I officially had 3 months to move my factory, and, after 20 years, let me tell you that would be no small feat.

Every morning I woke up feeling physically ill at the prospect of the whole task and the uncertainty of our future.

I guess when you’ve been in development your whole life, committing to a path is a lot more daunting and yet also liberating.

20 years ago, I started a business to manufacture and sell things that I created. It started with the Bushman Burner which we still sell to this day.

But we’ve also made:

  • African Pot Houses
  • Large architectural pots and planters
  • Garden gnomes and gargoyles
  • Teddy bears and dragon heaters
  • ‘Moles revenge’ garden ornaments
  • Garden buildings and thatched roofs
  • Imported Thai and Bali ornaments
  • Dome homes
  • Wall murals and paving slabs
  • Copper lighting
  • Sewn components: hibernation covers and blinds
  • Curtains and lambrequin
  • Yurts and tepees
  • And of course, the Wood Fired Ovens that form the bulk of our business, these have also been on a similar development path of creation

When you look at the list of things, it’s hard to see how one business could make so many diverse products yet all of them are related to something.

For instance: Bushman Burners and Yurts (I digress, but it’s important to see how they link up)

To make an inflatable bladder you need an industrial sewing machine and pattern cutting skills. The sewing machine I had from the time when I used to make curtains and lambrequin, so it was easy to cut patterns and stitch them up to make bladders.  As the bladders grew to the size of the African Pot House, the sewing machine couldn’t handle the weight of the fabric, so an industrial machine was acquired. This was then put to use making Tepees and Yurts. All this because someone asked me if I could make one.

The ‘moles revenge’ ornaments came from a desire to have something to sell at the gardening shows, that was easy to make from waste products from the concrete side of things. When you expand that over 20 years, it accounts for a lot of storage space and a lot of so-called junk.

But it’s not junk, it has value, but how the devil do you turn that into cash?

I believe that I’ll come out of the experience a leaner, more focused, progressive business

Well, I guess it’s fair to say I’ve had to grow up and get a pair. I wasn’t going to have half as much storage space at my new unit, so it had to go. The skip bonfires were burning bright, leaving a hollow in my stomach, many a sleepless night and sometimes sheer panic.

But out of all of this mayhem, I saw the glimmer of light and a sound and rigid structure on which to build the future.

My whole point of becoming a Renegade was to liberate myself from my business in 3-5 years, and when I set out to achieve that a year ago, I had no idea how that would happen; but with the vision in place, a set of circumstances have occurred that are literally forcing me down the path to achieve that goal.

It’s going to be hard work, but I do believe that this time next year I’ll be in a much stronger position and my business structure will be a lot more focused.

My 1-2-1 with my Mastermind Group Leader (Dave) helped create structure in what needed to be accomplished in the given time frame. This also needed to be communicated in a structured manner to the small team I have so that it all ran as smoothly as possible.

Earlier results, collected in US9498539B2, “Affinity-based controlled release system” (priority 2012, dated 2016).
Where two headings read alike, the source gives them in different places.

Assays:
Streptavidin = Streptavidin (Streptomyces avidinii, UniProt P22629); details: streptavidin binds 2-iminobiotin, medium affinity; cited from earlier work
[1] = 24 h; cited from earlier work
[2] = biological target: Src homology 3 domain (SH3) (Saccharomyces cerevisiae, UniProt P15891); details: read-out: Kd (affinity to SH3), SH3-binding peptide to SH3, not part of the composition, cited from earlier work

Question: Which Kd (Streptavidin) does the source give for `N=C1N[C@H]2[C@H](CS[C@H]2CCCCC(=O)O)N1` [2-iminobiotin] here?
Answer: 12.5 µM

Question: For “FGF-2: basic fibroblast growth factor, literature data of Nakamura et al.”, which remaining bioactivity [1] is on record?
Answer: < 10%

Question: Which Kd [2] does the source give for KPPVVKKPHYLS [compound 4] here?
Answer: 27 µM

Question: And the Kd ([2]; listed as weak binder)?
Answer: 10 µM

The plan of the space was the first step;

Taking advice from what I learned from the book ‘Built to Sell’ by John Warrillow, I knew that in order to realise the vision, I’m going to have to grow my business. Having a freedom figure’ in my head, derived through a strategy and forecast session, I now know what the business needs to turn over in order to achieve the end result I require.

Clearing out the 20 years of development was not easy; I guess you could say I’m a bit of a hoarder, I like having the things I have created around me.

But something I read in Key Person of Influence by Daniel Priestley rang true when he said, ‘’When Steve Jobs returned to Apple, he had the Apple Museum that was at the front of the Apple headquarters removed. He said he wanted a forward-thinking company with forward thinking people not “living in the past’’, and I get that.

The floor space cost of my new factory is a lot higher than the last, and I don’t have free space to store old ideas, therefore every square foot needs to be accounted for with some form of financial return.

The bonfire and skips were loaded high; setting a match to the bonfire also meant I could not pull it back out again.

The move has therefore been a key turning point in my life, and although I wasn’t happy about it, pulling me way out of my comfort zone has made me think about my business in more ways than I could have done without the upheaval.

I believe that I’ll come out of the experience a leaner, more focused, progressive business. The move also allows for future business expansion in two industries I’m passionate about:

  1. The creation of a wood fired oven for a broader spectrum of client
  2. The expansion of the mobile catering and coach building side of things

By the time this article was due, and while I was still waking up in the morning feeling like my soul had been ripped out, we’d already moved 15 loads to the new factory. In just 2 weeks:

  • All the new offices, toilets and staff facilities had been purchased, delivered and positioned
  • Half the racking had been disassembled
  • A load of un-sellable stuff had been sold

And the business continued to run.

Our move of big equipment would happen next, and I planned to be out completely in less than 4 weeks. This would give me just a few short weeks to build and organise the new facility, ready to open the doors with the 3-month target… so, no pressure then!